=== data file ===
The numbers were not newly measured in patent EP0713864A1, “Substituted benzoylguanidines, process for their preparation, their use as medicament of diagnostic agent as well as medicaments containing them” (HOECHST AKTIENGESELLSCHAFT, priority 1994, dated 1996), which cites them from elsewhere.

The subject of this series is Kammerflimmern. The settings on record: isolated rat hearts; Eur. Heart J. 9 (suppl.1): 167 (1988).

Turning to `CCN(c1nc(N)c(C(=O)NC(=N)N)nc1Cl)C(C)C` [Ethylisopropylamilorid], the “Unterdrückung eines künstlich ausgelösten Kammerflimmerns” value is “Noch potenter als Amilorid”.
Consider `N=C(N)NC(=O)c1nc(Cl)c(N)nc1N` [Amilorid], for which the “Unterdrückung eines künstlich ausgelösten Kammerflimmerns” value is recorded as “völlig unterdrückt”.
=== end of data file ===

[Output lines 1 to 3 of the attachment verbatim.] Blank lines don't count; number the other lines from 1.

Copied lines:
The numbers were not newly measured in patent EP0713864A1, “Substituted benzoylguanidines, process for their preparation, their use as medicament of diagnostic agent as well as medicaments containing them” (HOECHST AKTIENGESELLSCHAFT, priority 1994, dated 1996), which cites them from elsewhere.

The subject of this series is Kammerflimmern. The settings on record: isolated rat hearts; Eur. Heart J. 9 (suppl.1): 167 (1988).

Turning to `CCN(c1nc(N)c(C(=O)NC(=N)N)nc1Cl)C(C)C` [Ethylisopropylamilorid], the “Unterdrückung eines künstlich ausgelösten Kammerflimmerns” value is “Noch potenter als Amilorid”.